Experiments with USB PD 3.0 Power Supply

Table of contents

RoadTest: InnoSwitch 3-Pro GaN Controllable USB Power Supply

Author: skruglewicz

Creation date:

Evaluation Type: Development Boards & Tools

Did you receive all parts the manufacturer stated would be included in the package?: True

What other parts do you consider comparable to this product?: PAT Tester

What were the biggest problems encountered?: I found it hard to figure out a way to report a useful review due to the lack of examples and experiments to test the board. I could not get any USB tester to work with the USB connector? The only device it would charge was my smartphone using a type-C to type-C connector.

Detailed Review:

`This review will cover the evaluation of a USB PD 3.0 Power Supply supplied by Power Integrations (power.com). The part number for the board is RDK-802. The Board contains a InnoSwitch 3-Pro GaN-based INN3379CH302 and a Weltrend WT6635P USB Controller..

It contains a USB Power Delivery Revision 3.0 connector, which  allows for delivery of power up to 100W through a single cable. The specification makes it possible to power multiple devices simultaneously, eliminating the need for a dedicated AC adapter for each device. This USB is a PPS using highly optimized, low pin count USB PD controller WT6635P. What is USB PD PPS? it's a Programmable Power Supply (PPS) which  is a standard that refers to the advanced charging technology for USB-C® devices. It can modify in real time the voltage and current by feeding maximum power based on a device's charging status.

There is a I2C Interface that enables low pin count USB PD controller (10 pin).. Unfortunately PI tech support has verified that you will need to remove the  USB controller, by de-soldering it from the board. An option that I am not willing to do, but I do give information on links to how to use an Arduino Uno and connect it via I2C, later in the review.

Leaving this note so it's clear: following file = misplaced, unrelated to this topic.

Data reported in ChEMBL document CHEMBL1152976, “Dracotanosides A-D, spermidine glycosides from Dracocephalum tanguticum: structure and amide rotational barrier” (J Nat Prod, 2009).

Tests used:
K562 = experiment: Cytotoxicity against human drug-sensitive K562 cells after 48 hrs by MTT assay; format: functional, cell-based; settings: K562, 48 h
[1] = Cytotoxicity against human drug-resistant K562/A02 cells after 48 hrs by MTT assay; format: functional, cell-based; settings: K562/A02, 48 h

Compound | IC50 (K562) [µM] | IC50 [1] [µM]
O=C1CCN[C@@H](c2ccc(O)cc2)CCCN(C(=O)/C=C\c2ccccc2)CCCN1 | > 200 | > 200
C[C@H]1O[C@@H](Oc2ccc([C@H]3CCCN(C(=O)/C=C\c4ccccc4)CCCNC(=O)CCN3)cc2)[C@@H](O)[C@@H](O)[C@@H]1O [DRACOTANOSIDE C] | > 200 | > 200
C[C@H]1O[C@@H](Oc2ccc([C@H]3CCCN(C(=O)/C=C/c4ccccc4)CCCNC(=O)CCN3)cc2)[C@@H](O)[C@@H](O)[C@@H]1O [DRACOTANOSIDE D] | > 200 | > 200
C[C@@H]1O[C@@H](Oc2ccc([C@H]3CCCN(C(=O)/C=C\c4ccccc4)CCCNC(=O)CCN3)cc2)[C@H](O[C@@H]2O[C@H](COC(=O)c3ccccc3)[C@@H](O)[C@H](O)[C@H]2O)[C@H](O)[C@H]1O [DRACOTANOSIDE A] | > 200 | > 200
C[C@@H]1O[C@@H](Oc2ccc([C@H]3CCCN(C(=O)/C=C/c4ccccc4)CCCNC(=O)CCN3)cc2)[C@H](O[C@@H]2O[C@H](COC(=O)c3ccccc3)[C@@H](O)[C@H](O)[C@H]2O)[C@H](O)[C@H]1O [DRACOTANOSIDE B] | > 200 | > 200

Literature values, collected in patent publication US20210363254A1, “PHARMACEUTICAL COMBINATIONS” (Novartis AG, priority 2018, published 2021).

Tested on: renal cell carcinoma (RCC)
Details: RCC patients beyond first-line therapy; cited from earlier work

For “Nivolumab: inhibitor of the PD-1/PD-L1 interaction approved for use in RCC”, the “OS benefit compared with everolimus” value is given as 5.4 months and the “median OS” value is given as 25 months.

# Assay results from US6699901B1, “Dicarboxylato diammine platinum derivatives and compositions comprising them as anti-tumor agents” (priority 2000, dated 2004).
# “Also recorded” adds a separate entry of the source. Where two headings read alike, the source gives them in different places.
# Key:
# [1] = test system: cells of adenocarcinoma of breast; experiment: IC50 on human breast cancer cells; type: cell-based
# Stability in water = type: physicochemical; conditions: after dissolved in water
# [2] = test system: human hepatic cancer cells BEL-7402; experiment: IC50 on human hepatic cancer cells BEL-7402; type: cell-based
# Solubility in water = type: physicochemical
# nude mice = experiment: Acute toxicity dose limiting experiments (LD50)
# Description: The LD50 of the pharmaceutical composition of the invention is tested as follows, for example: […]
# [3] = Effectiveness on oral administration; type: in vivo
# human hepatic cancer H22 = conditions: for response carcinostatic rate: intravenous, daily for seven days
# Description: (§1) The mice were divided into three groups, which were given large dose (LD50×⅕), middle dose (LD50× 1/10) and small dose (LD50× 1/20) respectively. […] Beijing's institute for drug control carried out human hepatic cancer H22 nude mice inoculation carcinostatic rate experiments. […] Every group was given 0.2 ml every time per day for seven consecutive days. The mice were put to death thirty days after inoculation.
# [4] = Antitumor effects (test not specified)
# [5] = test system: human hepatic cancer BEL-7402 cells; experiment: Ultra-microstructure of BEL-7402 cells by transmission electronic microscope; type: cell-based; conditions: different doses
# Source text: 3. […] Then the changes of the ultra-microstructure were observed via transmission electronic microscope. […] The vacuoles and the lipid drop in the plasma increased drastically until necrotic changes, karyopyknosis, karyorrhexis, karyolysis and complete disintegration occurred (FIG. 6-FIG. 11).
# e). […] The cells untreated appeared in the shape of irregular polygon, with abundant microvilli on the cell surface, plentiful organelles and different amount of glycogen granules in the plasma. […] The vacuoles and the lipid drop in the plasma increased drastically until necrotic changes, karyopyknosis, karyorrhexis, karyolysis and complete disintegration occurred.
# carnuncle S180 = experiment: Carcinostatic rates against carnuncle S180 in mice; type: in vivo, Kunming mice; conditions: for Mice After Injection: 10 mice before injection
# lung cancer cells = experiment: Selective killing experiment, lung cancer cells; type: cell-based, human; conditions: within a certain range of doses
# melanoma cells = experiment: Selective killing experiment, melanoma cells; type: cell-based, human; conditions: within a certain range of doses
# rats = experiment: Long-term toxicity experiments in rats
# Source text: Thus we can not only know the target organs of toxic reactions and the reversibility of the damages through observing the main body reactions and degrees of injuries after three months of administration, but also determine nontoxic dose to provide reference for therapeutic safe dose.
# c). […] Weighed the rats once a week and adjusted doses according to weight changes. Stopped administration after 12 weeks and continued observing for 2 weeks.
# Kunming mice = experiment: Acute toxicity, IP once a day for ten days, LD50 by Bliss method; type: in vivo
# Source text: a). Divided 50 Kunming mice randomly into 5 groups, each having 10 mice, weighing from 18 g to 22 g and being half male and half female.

I do not have much experience with power supplies, but I am interested in learning more.
I have been using power from the USB cable to power all the projects I've been doing here on element14. I recently finished a Design challenge that I powered first with 2 3.v AA batteries, but then I needed 5 v to power the sensors in the project. The electronics were remote so I powered it with a charger.
I would like to conduct some experiments from a beginners point of view to learn about this technology. I would like to implement a power supply that I could use to power my Remote Monitoring Projects. These projects require various power requirements to operate.

I have participated in 7 Road-tests and 4 Design Challenges on element14.com. I have worked with EVK's from NXP, Lattice, Renesas, Infineon and Cypress. I have also done experimenting with the several models of the Raspberry PI. 

My background is more on the software side, with a Bachelors of Science Degree in Computer Science from Boston University.
I Graduated from BU in 1980 and had been working as a Software Engineer since then until I retired in 2018.
I've been presently experimenting with IoT and I've used many Development kits. 

I will be evaluating the use and helpfulness of customer support on the the website. I will also be discovering and evaluating the available User Forums and Knowledge Base available on the  Site, that hopefully will aid me in my experiments. I will also be using the Resources (Documentation  Reference Design Kit RDK, Video's, Tutorials ) available on the Website. I will be including links throughout my review and in the "references" section at the end of this review.


I received the package containing the Reference Design Kit RDK802 for the InnoSwitch3 Pro  on Monday April 4, 2022. The box contents contained the board and a power chord with 4 different plug adapters. The back of the       box displays a QR Code that takes you to the document  RDR-802 mentioned in this review

What comes in the Box

The contents image
The Board BACK                                                  FRONTimage
QR Code image
The BOX image

Available Resources


  • RDR-802 60 W InnoSwitch3-Pro USB PD 3.0 with PPS
    • Document Number RDR-802 engineering report
    • This document is an engineering report describing the 60 W USB PD power supply being reviewed. The application described in this document, is for a phone charger. It is authored by the  companies Applications Engineering Department. It contains specification, schematic diagram, printed circuit board layout, bill of materials, transformer documentation, and performance data for components on the board.
    • This is the only document that I could find on experimenting with the board. To be perfectly honest, this document is way over my head. I do not recommend it  for an intermediate electronic hobbyist such as myself.